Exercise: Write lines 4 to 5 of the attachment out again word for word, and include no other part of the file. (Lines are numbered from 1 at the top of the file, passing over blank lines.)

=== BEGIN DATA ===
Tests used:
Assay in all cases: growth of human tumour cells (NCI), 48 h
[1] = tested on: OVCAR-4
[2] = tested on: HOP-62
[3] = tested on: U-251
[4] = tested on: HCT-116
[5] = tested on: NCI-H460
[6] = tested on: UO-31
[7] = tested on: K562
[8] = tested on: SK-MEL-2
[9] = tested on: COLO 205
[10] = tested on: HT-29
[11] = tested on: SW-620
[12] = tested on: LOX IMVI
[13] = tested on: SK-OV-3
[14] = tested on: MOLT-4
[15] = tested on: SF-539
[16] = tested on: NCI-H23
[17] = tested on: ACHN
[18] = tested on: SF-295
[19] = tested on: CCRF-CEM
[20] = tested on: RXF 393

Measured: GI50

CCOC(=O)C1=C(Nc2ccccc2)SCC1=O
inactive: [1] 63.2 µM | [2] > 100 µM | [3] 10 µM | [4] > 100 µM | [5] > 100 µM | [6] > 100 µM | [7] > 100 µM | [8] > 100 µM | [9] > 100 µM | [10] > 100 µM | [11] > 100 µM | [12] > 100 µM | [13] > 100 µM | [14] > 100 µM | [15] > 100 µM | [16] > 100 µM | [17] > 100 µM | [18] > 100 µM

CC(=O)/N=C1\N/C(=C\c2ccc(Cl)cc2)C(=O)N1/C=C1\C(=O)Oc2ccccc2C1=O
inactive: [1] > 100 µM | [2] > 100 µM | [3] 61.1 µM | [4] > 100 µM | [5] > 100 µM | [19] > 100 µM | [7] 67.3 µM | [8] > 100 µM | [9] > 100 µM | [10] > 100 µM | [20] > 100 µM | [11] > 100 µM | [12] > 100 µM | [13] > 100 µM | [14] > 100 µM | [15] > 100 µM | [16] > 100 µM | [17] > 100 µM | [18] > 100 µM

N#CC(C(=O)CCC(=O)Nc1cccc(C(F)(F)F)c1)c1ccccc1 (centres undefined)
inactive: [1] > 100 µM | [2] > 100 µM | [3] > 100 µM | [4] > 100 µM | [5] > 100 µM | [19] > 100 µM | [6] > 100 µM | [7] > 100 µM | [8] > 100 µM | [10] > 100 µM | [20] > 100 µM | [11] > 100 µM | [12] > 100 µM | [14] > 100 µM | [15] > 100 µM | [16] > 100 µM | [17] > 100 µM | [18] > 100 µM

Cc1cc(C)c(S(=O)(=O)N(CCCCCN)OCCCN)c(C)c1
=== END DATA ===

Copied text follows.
[2] = tested on: HOP-62
[3] = tested on: U-251